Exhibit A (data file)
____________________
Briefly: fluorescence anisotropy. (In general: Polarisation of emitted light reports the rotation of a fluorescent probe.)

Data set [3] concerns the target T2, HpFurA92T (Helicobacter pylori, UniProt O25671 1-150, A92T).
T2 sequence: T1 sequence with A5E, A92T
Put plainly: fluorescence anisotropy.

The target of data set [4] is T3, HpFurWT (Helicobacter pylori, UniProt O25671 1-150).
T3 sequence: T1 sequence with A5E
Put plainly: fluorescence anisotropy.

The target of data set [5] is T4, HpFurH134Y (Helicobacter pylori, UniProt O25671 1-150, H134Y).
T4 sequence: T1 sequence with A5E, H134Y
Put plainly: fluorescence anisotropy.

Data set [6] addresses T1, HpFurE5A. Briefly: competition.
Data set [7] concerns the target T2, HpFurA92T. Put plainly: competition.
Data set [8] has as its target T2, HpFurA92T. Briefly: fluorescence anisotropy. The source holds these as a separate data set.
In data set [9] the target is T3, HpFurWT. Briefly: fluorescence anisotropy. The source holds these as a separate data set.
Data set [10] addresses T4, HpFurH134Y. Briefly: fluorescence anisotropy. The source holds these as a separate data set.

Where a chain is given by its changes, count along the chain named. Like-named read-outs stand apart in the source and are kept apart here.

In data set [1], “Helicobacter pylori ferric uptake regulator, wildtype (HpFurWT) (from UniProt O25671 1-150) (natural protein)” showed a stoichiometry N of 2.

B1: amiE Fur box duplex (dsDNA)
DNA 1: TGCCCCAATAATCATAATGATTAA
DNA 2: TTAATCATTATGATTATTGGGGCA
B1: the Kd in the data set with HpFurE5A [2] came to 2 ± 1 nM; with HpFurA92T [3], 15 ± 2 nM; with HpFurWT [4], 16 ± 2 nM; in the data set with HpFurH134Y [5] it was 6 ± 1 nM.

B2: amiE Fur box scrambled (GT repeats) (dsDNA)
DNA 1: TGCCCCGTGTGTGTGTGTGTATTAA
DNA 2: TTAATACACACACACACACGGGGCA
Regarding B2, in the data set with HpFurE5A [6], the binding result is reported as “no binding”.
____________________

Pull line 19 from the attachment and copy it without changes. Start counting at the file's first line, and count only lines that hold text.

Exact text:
DNA 1: TGCCCCAATAATCATAATGATTAA